Patricio Javier de los Dolores Lynch y Solo de Zaldívar (Valparaíso 18 December 1825 – 13 May 1886) was a Lieutenant in the Royal Navy and a Rear Admiral in the Chilean navy, and one of the principal figures of the later stages of the War of the Pacific. He has been nicknamed the "Last Viceroy of Peru" and the Chinese slave-labourers he liberated from the Peruvian haciendas, called him the "Red Prince" because of his red-hair.
Lynch was born in the port of Valparaíso, Chile, the son of Estanislao Lynch y Roo, a wealthy merchant resident in Chile, and of Carmen Solo de Zaldívar y Rivera. His father, a former Colonel in the Army of the Andes, had settled in Chile from Argentina and was a grandson of Patrick Lynch, an emigrant from Galway to Buenos Aires in the 1740s.
Entering the navy in 1837, at the age of 13, he took part in the Naval Battle of Socabaya (1838), during the War of the Confederation that led to the fall of Marshal Andrés de Santa Cruz. Next, he sought a wider field, and saw active service in the First Opium War on board the British frigate Calliope. He was mentioned in despatches for bravery, and received the grade of midshipman in the Royal Navy.
Returning to Chile in 1847, he became lieutenant. Seven years later he received the command of a frigate, but was later relieved of his command for refusing to allow arrested political suspects on board. The Chincha Islands War saw him again employed, and he was successively maritime Prefect of Valparaiso, colonel of National Guards, and finally captain and minister of marine in 1872.
At the beginning of the War of the Pacific, Lynch was a Naval Commander. He asked for a position in the navy, but was refused due to the opposition of his fellow officers. He retaliated by asking for a position in the Army, but instead was named as Commander General of Transports, where he was able to show his great abilities as an organizer. In early September 1880, he led a raid against northern Peru to gather ransom payments from business and sugar plantation owners, that has become known as the "Lynch Expedition".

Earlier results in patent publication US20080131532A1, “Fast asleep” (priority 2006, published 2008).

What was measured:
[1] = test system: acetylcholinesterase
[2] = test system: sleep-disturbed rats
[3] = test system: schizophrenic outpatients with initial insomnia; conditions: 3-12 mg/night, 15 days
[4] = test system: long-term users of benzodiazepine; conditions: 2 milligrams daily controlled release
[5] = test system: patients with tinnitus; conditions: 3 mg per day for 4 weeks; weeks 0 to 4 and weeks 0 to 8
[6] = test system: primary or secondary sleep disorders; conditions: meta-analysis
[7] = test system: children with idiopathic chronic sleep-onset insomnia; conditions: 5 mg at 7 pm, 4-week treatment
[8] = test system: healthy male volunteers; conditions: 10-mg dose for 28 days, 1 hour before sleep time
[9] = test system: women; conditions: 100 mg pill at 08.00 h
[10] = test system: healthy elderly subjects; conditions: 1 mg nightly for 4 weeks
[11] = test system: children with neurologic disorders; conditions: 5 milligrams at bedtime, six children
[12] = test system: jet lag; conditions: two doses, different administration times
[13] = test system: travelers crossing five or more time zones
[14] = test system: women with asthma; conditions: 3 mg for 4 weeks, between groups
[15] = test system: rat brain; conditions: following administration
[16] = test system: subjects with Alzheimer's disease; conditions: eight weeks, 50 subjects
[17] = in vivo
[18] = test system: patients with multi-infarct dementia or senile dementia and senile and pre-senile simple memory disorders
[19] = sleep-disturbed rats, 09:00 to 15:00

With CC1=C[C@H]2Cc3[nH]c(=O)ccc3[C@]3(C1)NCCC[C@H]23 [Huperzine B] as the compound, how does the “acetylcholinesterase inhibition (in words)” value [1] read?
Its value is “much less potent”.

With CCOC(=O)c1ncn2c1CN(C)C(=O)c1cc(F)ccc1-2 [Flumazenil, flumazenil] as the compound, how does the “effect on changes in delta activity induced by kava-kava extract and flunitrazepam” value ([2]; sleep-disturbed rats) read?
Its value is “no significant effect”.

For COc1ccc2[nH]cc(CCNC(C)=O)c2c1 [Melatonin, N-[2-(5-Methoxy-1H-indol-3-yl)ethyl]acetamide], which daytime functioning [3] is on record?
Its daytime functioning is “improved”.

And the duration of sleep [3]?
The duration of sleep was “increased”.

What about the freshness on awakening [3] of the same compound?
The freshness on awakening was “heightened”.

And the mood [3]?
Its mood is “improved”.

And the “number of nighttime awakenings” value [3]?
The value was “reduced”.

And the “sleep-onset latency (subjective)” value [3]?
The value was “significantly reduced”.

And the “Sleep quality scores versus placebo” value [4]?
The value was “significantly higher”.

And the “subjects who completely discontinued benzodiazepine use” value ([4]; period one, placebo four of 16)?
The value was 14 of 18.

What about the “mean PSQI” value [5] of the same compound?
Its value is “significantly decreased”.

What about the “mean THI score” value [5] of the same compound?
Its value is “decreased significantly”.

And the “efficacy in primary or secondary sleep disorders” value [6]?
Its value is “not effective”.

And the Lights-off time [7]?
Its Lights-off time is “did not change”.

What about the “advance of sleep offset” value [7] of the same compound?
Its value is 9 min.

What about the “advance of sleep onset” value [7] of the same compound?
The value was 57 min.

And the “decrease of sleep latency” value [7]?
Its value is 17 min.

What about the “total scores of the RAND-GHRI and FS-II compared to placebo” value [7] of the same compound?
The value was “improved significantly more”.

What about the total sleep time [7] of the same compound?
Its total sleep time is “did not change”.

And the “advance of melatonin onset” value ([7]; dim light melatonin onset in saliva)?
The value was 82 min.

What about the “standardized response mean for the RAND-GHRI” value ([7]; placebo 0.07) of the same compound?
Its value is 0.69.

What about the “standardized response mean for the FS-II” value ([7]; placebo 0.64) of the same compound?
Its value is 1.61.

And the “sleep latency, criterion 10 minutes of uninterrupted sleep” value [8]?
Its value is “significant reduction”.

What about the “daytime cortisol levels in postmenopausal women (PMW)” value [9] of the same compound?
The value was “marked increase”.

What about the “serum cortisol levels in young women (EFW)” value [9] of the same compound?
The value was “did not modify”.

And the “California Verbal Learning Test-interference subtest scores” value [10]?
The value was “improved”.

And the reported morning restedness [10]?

Many Chinese saw the Chilean liberation as an opportunity to avenge years of abuse from the plantation owners; in Pacasmayo 600 to 800 Chinese forced labourers looted the sugar estates and this scene was repeated in the Chicama, Lambayeque and Cañete Valleys. The Chinese also fought alongside the Chileans in the battles of San Juan-Chorrillis and Miraflores, and there was also rioting and looting by non-Chinese workers in the coastal cities. As Heraclio Bonilla has observed; oligarchs soon came to fear the popular clashes more than the Chileans, and this was an important reason why they sued for peace. [Source: "From chattel slaves to wage slaves: dynamics of labour bargaining in the Americas", by Mary Turner.]
During the "Lynch Expedition", he recruited Chinese peons who worked in the haciendas, and was able to convince them to join the army as an auxiliary force, thanks to the Chinese he had learned in the Opium War.
In the final campaign that led to the capture of Lima, he participated in the battles of Chorrillos and Miraflores (January 1881), in which he led first a brigade (as colonel) and afterwards a division under General Baquedano. His services at the battle of Chorrillos led to his appointment as Supreme Military and Political Commandant of Peru in 1881.
During the time he was Commander of the Army of Occupation, his action in deporting the acting Peruvian president Francisco García Calderón to Chile, excited considerable comment by many Peruvian aristocrats, and the active opposition of the US government that almost led to a military conflict with that country. He returned to his own country in 1883 after the Treaty of Ancón was signed.
Promoted to Rear-admiral, in 1884 he was designated as Chilean plenipotenciary minister (ambassador) to Madrid. His mission was to negotiate a definitive peace treaty with Spain to end to the Chincha Islands War. Taking sick, he asked for leave to return to Chile. He died at sea on the return trip, off the Tenerife coast, on 13 May 1886.
- This article incorporates text from a publication now in the public domain: Chisholm, Hugh, ed. (1911). Encyclopædia Britannica (11th ed.). Cambridge University Press.
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